Through our entrepreneurial work we’ve seen knowledge gaps when it comes to the C-suite and corporate social responsibility (CSR), especially in terms of revenue and employee engagement. Elizabeth David-Dembrowsky and Ford founded Righteous Causes, an organization connecting social impact entrepreneurs with angel investors and consultants. It’s an ecosystem for mutual benefit, one that’s backed by the research, which shows a positive relationship between simultaneously embracing both social responsibility and a firm’s financial performance.
When it’s done with intention and strategic thought, social responsibility is an effective way for businesses to improve their employee relationships, brand perception, and to ultimately bring in more money. Struggling to adopt corporate social responsibility as a core part of your business? Here’s some things we’ve learned over the years that can shed some light on CSR’s impacts:
- Responsibility Ties into Revenue
According to a research study from Babson College and corporate partners, researchers found corporate social responsibility increased the market value of a company by up to 6% during a 15-year period. And this growth potential was higher than the firm’s competitors when it developed relationships with partners such as social and environmental NGOs.
There might be situations where companies sacrifice short-term profits for sticking to their corporate values. However, these CEO-level decisions pay off in terms of brand recognition and impression, employee appreciation, and improved customer loyalty. And all those lead to increased profits. In other words, it’s playing the “long game” while making choices toward a better world.
- Employees Want Responsibility-Focused Employers
A Forbes article titled “The Future of Work: Corporate Social Responsibility Attracts Top Talent” notes research showing 53% of workers desire “a job where I can make an impact.” Interestingly, the research also found most workers entering the market would also consider taking a pay cut if it meant achieving their impactful goals.
Employees want to see their companies engage with honest and impactful corporate responsibility. If they think the efforts are “lip service,” then they won’t respect the company’s mission, and will lose some engagement with their jobs. And we all know how disengaged employees can derail an organization’s financials and brand. Encouragingly, a Gallup poll from May 2020 found increasing numbers of engaged U.S. workers, with 38% involved in and enthusiastic about their work. The survey found many employees appreciated their employers’ efforts during COVID-19, which included transparent communications and a perception of companies caring about employee well-being. Companies that support environmental and social justice causes also report increased employee engagement and retention levels.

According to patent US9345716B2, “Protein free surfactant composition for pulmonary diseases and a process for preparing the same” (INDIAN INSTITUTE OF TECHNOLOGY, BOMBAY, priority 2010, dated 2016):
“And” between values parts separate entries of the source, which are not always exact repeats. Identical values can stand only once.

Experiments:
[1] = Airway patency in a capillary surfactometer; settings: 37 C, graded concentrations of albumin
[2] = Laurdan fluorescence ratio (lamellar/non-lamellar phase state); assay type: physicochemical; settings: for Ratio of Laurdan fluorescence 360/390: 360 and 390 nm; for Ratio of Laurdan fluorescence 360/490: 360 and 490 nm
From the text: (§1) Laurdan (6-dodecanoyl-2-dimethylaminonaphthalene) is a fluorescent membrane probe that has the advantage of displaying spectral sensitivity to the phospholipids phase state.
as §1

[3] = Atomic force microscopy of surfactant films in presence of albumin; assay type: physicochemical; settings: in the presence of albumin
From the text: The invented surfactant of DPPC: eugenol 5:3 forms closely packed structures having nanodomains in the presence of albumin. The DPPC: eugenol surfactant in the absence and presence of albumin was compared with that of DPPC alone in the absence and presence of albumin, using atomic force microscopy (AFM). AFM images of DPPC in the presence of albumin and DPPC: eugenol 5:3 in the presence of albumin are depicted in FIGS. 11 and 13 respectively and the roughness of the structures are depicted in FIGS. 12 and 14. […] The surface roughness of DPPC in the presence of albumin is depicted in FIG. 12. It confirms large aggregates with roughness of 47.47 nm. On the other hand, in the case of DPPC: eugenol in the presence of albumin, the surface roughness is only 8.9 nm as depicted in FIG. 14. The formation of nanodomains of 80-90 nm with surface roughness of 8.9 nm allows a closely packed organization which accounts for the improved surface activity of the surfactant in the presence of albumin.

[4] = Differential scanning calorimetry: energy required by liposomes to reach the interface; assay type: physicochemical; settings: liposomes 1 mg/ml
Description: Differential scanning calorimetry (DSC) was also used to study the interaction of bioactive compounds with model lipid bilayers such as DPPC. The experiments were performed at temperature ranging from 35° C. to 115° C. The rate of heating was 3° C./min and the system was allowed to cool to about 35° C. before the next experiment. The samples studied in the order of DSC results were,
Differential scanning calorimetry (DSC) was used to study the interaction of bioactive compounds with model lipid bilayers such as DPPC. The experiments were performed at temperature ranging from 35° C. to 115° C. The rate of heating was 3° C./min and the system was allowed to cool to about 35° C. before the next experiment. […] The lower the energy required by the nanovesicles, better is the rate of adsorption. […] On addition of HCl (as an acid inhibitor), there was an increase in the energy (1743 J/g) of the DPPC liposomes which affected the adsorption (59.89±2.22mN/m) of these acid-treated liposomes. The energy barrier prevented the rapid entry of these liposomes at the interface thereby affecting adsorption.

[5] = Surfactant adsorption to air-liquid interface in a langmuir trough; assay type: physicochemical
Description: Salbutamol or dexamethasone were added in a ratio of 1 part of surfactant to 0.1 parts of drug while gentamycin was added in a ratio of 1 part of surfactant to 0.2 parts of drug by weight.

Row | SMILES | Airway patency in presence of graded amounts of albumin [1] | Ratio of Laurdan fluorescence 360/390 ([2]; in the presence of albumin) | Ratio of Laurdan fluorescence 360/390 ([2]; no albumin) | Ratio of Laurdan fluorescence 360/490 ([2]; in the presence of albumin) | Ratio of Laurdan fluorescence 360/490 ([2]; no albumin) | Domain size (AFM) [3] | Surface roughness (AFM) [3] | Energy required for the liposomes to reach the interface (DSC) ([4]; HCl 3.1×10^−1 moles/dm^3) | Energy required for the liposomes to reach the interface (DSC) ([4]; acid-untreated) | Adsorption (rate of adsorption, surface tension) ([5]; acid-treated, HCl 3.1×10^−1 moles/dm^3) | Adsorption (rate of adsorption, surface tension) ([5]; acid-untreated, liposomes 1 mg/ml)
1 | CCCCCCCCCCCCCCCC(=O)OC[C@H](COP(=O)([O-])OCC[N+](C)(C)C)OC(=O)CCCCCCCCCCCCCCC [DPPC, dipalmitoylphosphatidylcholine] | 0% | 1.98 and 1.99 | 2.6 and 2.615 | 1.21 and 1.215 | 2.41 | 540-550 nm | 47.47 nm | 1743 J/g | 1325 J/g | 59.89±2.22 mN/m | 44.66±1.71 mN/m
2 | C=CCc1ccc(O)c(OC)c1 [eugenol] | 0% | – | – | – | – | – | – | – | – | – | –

- The World Needs Impactful Change
Growth in social endeavors and social entrepreneurship is important to tackle myriad challenges, from income inequality to reducing carbon footprints. The U.S. and the world need corporate partners’ active involvement to push change forward. During the ongoing COVID-19 pandemic, measurable corporate responsibility efforts are needed to keep people employed, drive medical breakthroughs and support distance learning. Google committed an initial $100 million to various COVID-19 efforts and other firms used their existing foundations to support food drives and other initiatives. Companies continue to play a significant role in tandem with government efforts to improve communities locally and nationally. The world’s big problems need impactful and intentional efforts from companies of every size, not just deep-pocketed technology giants.
- The Intentional and Mindful Approach Pays Dividends
Lilah Kalfus, a consultant on the Righteous Causes team, completed a thesis titled “The Business Case for the B Corporation Certification: An Empirical Study on the Relationship Between Social and Financial Performance.” Her work examined the positive financial performance for benefit corporations, which was correlated to the firm’s intentional and mindful approach. Her research notes these companies excel because they put people, the planet, and profits on the same level, which adjusts their thinking and strategies.
We see this mindset creating more diverse types of value for an organization’s customers, employees, and investors. The intentional approach also helps companies avoid any accusations of “greenwashing” or other superficial ploys because leadership is invested in affecting change. It’s the outlook we’ve created with our companies—building engaged and actionable ways to improve the world.
Companies that take a broader perspective to CSR will encourage innovation and year-over-year increases in socially responsible efforts. And these efforts go into a feedback loop where the company makes more money, the employees are more engaged, and then the firm can add in additional efforts. For the longer term, we recommend C-level management move away from the term “CSR” itself because it sometimes denotes a “side project” or a reactionary approach. Instead, social responsibility should impact every business decision, with companies not simply opting into social responsibility but using it as a constant guiding principle.
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